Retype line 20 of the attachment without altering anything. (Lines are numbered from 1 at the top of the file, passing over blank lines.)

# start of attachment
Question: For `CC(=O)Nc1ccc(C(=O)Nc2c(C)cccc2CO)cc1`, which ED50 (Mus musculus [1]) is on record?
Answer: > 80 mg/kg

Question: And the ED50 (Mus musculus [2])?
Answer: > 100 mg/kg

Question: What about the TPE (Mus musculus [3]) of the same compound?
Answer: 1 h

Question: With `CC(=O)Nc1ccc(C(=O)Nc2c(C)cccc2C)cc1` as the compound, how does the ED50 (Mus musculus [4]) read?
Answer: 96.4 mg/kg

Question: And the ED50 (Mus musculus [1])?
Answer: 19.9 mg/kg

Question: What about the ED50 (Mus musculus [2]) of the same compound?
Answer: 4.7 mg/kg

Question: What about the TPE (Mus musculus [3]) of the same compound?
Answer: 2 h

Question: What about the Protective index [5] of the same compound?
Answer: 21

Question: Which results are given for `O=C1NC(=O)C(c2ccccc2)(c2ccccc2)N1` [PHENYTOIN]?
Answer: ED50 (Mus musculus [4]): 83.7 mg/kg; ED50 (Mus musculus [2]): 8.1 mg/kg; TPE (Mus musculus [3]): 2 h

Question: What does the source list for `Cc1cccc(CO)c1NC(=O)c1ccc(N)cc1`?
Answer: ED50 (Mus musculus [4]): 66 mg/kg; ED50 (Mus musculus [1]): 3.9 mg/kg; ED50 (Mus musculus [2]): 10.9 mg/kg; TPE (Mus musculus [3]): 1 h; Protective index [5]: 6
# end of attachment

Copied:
Answer: ED50 (Mus musculus [4]): 66 mg/kg; ED50 (Mus musculus [1]): 3.9 mg/kg; ED50 (Mus musculus [2]): 10.9 mg/kg; TPE (Mus musculus [3]): 1 h; Protective index [5]: 6